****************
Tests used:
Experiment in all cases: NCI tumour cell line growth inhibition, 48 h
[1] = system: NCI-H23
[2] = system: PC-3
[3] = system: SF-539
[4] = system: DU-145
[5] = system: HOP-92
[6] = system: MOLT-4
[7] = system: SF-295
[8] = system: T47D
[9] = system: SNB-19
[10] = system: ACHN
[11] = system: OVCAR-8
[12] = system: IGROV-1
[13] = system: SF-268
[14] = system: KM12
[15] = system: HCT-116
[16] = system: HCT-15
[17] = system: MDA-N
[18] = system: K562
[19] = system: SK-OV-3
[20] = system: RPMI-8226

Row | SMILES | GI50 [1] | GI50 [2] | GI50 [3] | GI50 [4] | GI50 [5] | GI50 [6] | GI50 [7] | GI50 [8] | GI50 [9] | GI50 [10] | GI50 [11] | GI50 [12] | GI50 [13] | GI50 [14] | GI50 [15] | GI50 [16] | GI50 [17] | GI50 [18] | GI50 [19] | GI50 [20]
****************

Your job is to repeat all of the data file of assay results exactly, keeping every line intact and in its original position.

Tests used:
Experiment in all cases: NCI tumour cell line growth inhibition, 48 h
[1] = system: NCI-H23
[2] = system: PC-3
[3] = system: SF-539
[4] = system: DU-145
[5] = system: HOP-92
[6] = system: MOLT-4
[7] = system: SF-295
[8] = system: T47D
[9] = system: SNB-19
[10] = system: ACHN
[11] = system: OVCAR-8
[12] = system: IGROV-1
[13] = system: SF-268
[14] = system: KM12
[15] = system: HCT-116
[16] = system: HCT-15
[17] = system: MDA-N
[18] = system: K562
[19] = system: SK-OV-3
[20] = system: RPMI-8226

Row | SMILES | GI50 [1] | GI50 [2] | GI50 [3] | GI50 [4] | GI50 [5] | GI50 [6] | GI50 [7] | GI50 [8] | GI50 [9] | GI50 [10] | GI50 [11] | GI50 [12] | GI50 [13] | GI50 [14] | GI50 [15] | GI50 [16] | GI50 [17] | GI50 [18] | GI50 [19] | GI50 [20]